Quote of the week

This is a book of desire denied, of what the pain of that impotence drives people to do, and how it makes them unwilling contortionists and even co-conspirators in their oppression. From ‘The Transformation of Harry’: “And there we all were; in an uncertain country, ourselves uncertain. A land with a sly heart; and ourselves ready to be deceived.” For if colonialism was any one thing it was denial: denial of land, denial of African culture, denial of any form of psychic nourishment—including hope—denial of black existence itself. And neocolonialism is the denial that any of that is still happening. First published in 1978, The House of Hunger speaks, or rather shouts, forward from its own time to 2017. Perhaps the most painful parts of the book to read are those that show how little has changed in thirty-nine years. For if colonialism was any one thing it was denial: denial of land, denial of African culture, denial of any form of psychic nourishment—including hope—denial of black existence itself. And neocolonialism is the denial that any of that is still happening.

Efemia Chela
On The House of Hunger by Dambudzo Marechera
6 December 2009

Press conference on sexual terror in Zimbabwe

Media Alert

You are invited to a press conference on the launch of a report by the advocacy organization AIDS-Free World on Thursday, 10 December, International Human Rights Day.

“Electing to Rape:  Sexual Terror in Mugabe’s Zimbabwe”:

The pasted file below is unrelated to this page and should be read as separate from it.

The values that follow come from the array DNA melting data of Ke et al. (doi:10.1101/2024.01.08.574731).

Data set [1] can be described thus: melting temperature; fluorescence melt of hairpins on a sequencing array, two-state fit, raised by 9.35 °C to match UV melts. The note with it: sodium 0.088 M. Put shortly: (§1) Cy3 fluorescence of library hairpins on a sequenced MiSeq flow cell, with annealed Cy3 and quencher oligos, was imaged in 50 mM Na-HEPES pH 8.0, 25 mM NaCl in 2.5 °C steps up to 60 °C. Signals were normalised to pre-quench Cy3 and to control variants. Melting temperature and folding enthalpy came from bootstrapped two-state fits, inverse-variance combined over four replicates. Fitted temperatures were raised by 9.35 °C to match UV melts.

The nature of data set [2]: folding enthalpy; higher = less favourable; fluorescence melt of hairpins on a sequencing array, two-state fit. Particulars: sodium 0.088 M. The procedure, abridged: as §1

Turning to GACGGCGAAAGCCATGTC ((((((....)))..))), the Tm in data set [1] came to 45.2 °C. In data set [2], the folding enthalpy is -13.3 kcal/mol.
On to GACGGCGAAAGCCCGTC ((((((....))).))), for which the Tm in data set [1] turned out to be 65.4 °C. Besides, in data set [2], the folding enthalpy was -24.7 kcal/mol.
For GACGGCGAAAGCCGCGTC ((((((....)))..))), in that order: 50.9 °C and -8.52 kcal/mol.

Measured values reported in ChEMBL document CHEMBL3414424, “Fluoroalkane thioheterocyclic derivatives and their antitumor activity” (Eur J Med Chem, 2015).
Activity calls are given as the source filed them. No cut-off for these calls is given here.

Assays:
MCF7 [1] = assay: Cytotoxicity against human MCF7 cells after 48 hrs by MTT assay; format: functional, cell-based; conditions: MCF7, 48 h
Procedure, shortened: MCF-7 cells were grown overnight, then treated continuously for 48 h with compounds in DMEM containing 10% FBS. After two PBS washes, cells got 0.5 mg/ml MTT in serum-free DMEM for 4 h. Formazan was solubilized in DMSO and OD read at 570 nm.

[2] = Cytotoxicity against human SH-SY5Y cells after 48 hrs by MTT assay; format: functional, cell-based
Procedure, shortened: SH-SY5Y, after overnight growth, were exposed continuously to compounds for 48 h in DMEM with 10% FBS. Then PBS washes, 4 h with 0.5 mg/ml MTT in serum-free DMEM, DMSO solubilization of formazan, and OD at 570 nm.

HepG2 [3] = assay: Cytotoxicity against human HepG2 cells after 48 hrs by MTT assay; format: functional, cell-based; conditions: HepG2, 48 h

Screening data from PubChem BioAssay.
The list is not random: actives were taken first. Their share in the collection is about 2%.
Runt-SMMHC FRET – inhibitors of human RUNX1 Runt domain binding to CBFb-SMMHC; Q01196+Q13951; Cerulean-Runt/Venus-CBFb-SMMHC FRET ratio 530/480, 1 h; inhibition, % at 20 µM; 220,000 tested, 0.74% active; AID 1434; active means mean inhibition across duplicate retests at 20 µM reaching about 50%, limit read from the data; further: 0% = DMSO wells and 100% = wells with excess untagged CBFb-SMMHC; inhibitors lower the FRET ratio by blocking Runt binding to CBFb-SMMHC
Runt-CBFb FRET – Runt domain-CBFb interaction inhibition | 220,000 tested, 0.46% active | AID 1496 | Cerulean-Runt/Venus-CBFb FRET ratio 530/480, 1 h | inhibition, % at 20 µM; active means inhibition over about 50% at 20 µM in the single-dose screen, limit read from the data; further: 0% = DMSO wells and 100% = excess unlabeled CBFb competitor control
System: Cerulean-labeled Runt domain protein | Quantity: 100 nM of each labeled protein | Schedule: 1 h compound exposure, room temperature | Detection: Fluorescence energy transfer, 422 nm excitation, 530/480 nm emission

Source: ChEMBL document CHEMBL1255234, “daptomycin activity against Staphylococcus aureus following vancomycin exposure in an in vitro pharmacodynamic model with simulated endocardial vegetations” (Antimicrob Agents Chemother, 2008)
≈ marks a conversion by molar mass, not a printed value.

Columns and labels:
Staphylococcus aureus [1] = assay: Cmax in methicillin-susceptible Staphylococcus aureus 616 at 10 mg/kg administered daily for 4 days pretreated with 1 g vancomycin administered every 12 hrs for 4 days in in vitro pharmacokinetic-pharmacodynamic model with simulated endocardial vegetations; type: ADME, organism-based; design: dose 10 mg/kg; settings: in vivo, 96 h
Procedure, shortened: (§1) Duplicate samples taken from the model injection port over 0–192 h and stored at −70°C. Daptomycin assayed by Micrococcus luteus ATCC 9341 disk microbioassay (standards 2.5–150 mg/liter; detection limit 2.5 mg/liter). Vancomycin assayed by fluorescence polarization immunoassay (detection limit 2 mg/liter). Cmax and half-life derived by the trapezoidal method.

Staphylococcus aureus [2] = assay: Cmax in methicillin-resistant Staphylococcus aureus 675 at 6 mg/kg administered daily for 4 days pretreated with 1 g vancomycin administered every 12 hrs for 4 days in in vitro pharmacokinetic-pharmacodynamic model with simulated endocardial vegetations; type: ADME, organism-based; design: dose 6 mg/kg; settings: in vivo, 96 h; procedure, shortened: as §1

n  is based on sworn affidavits from women raped by ruling party militias before, during and after Zimbabwe’s 2008 presidential elections;

n  reveals a conclusive pattern of orchestrated sexual violence and torture;

n  describes the targeting of women associated with the opposition party Movement for Democratic Change, and

n  leaves no question that Robert Mugabe’s administration has committed crimes against humanity.

Four expert speakers will describe the report’s contents, including details and analysis of the testimony provided by survivors, and possible legal strategies for overcoming Zimbabwe’s culture of impunity.

Stephen Lewis, Co-Director, AIDS-Free World (and former UN Special Envoy for AIDS in Africa);

Beatrice Mtetwa, human rights lawyer and President of the Law Society of Zimbabwe;

Elinor Sisulu, award-winning author, political analyst and human rights activist;

Betsy Apple, Legal Director and General Counsel, AIDS-Free World.

Moderator:  Shonali Shome, Legal and Gender Advisor, AIDS-Free World

Press Conference Details:

Date: Thursday, 10 December 2009

Time: 11:00 a.m.

Venue: The Gordon Institute of Business Science

Street address: 26 Melville Road, Illovo, Johannesburg

Media interviews can be arranged at the close of the press conference.

Please RSVP to FD South Africa by Tuesday, 8 December 2009.

Sandra Sampayo     sandra.sampayo@fd.com 021 487 9000 / 079 167 6863

Dani Cohen              dani.cohen@fd.com 021 487 9000 / 082 897 0443

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